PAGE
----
And what did you hear in the silence that fell over Yokohama Stadium before kick-off that Sunday night? Grief and sorrow, yes, for the wounded and dead, pain, pride and defiance, surely, and hope, too. Whatever it was, exactly, that all those Japanese fans and players were thinking about in that short minute, you could at least be sure of this – it all felt foreboding for the Scottish team lining up next to them. The Scots wanted this match, which both teams needed to win. They had rowed and shouted about it, and roped in lawyers to give them advice about their rights if it was cancelled, and now it was here, at last, as scheduled, and they were about to find out just how much Japan wanted it too.
The morning after typhoon Hagibis had been as bright and clear as the days before it had been confused and uncertain. The meteorologists had been warning it might be coming for a week, but hadn’t been able to say for sure exactly where or when it would land, or how strong it might be when it did. World Rugby had imagined they were ready whatever. They said they had been working on their contingency planning. But now, faced with the prospect of sorting new venues and accommodation for hundreds of players and staff, ticketing and travel for tens of thousands of fans, in the face of the worst storm in 60 years, they found there wasn’t much they, or anyone else, could do.
“The risks are just too challenging,” said tournament director Alan Gilpin. They decided they had to cancel the two matches slated to be played on the Saturday, England v France, and New Zealand v Italy, this last the hardest decision since it meant the Italians were bound to be knocked out, but made easier, they suggested, by the difference in the two team’s standings. There were four more games scheduled for the Sunday, Namibia v Canada, USA v Tonga, Wales v Uruguay, and the crucial final fixture, Japan v Scotland. They would take a view about those on Sunday morning, once it was clear how bad the damage was.
Scotland worried. “It would be very unusual for a World Cup in any sport to be decided by a game being called off on one day,” Gregor Townsend argued. His boss, Mark Dodson, the chief executive of the SRU, was even more emphatic. “For World Rugby to simply state that the game has to be cancelled goes against the whole sporting integrity of the tournament”, Dodson argued. “We’re not going to let Scotland be the collateral damage for a decision that was taken in haste.” There were mutterings about legal action. His words were wildly misjudged, and the SRU were later fined £70,000 for them.
Japan’s head coach, Jamie Joseph, returned fire. The Japanese don’t often go in for public displays of anger, but Joseph didn’t hold back. “They’ve undermined the achievements of the Japanese national team,” Joseph said. “I think the key difference here between us and Scotland is we are driven and supported by the whole country. My team is motivated by achieving something that is great – not avoiding an embarrassment.” That was on Friday. By Saturday morning the streets were quiet and the supermarket shelves empty, by the afternoon, the trains had stopped running, and the city was at a standstill.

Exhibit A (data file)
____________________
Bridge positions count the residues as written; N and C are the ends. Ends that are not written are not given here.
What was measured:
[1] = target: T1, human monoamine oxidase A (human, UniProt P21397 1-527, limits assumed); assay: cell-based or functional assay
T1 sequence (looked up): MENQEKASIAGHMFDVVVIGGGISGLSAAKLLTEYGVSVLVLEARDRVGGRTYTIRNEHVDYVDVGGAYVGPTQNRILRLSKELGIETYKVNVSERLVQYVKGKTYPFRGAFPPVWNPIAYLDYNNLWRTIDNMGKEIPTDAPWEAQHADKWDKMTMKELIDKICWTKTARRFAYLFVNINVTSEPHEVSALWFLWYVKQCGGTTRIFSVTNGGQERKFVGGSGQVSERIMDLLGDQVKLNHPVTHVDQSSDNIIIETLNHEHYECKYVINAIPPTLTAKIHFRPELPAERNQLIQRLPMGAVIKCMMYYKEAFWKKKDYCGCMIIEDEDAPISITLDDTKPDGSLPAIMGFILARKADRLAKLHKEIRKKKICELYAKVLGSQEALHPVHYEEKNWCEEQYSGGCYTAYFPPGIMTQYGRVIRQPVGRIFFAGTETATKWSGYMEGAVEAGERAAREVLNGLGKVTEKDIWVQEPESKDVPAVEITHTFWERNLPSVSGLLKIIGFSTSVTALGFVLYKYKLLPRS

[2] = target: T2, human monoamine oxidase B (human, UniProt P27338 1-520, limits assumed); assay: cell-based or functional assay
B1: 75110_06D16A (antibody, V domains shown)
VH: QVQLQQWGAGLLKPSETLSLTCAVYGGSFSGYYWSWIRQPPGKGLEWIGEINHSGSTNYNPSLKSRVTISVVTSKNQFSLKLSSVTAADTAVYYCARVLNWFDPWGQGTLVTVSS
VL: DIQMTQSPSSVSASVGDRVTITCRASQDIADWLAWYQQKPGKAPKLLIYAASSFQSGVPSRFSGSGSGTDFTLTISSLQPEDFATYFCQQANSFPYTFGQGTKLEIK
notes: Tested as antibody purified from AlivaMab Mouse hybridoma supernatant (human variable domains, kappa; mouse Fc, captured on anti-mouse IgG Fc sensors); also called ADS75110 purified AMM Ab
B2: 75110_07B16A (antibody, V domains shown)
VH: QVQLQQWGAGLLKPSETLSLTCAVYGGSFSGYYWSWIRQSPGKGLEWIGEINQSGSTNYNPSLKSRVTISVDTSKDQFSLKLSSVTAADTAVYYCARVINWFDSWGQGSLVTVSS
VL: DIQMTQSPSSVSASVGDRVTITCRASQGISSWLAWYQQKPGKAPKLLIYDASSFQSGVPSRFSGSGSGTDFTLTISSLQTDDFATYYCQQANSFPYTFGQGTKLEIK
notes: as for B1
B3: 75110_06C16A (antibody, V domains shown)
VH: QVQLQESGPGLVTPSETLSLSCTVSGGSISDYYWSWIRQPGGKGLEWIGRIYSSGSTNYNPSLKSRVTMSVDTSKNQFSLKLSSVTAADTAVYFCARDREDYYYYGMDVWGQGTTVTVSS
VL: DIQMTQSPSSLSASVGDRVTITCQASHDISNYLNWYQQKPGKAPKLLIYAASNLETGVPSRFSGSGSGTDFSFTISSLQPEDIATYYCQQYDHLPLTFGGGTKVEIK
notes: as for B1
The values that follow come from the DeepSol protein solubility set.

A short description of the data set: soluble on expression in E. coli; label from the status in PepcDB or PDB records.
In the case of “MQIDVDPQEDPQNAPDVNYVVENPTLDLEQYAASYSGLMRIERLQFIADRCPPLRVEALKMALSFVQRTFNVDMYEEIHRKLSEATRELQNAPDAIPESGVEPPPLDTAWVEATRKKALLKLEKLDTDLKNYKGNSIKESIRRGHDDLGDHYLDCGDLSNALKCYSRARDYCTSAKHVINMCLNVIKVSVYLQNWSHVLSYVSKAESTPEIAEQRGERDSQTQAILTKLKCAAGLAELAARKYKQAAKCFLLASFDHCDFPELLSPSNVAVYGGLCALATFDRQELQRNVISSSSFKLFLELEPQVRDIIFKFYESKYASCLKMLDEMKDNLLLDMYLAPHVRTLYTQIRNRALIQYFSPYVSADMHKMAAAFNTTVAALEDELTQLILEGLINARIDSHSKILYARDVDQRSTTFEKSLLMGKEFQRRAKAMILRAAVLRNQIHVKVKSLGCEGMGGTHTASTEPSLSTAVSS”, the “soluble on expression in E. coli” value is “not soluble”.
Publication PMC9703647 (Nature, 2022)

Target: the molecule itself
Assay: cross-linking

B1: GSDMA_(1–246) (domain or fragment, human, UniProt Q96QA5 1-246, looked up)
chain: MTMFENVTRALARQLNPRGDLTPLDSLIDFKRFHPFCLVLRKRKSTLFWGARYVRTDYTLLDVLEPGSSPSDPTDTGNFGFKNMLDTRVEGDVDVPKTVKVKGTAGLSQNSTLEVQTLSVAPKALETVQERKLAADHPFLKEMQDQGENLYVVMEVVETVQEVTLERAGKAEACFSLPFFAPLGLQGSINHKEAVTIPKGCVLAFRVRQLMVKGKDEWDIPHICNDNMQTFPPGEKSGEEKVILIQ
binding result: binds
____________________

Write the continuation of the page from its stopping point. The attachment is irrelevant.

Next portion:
When they finally finished counting the missing, they found that 95 people died that night, and over $15bn worth of damage was done, some of the worst of it in the country around Yokohama. As soon as it had passed, the Japanese had workers out in the stadium, clearing away debris, pumping floodwater out of the changing rooms, getting it ready for the night’s game. By mid-morning, the roads were clear and the trains were running, the police and medical services had given the go-ahead, by midday, the match was on, and by the later afternoon, the first of those 70,000 fans were starting to arrive.
Scotland scored first, a fine try, made by Finn Russell with a step and fend, but that spurred Japan on, again, into some higher realm. For the next 30 minutes they played at a level that was above and beyond anything the Scots were capable of, and which would have been a match for any other team in the tournament. They weaved dazzlingly intricate patterns, the ball flickering back and forth as fast as thought while they pressed irresistibly down field, in Kotaro Matsushima’s hands one second, Kenki Fukuoka’s the next, Shota Horie’s the one after, on and on, through Michael Leitch and Timothy Lafaele and Pieter Labuschagne. They scored four dazzling tries in 26 dizzying minutes, and won 28-21.
Japan’s motto for the World Cup was “One Team”, because the way they had pulled together such a diverse group of players, from so many different backgrounds and countries – 16 of their squad were born overseas. Japan had already beaten Ireland, but this was the night the phrase became something more than another slogan. “This game was about more than just us,” explained their captain Michael Leitch after it was over, and his team had reached the quarter-finals for the very first time. “A lot of people suffered in the typhoon for this game to happen.” Japan, you guess, will never look at its rugby team in quite the same way again, and nor will anyone else.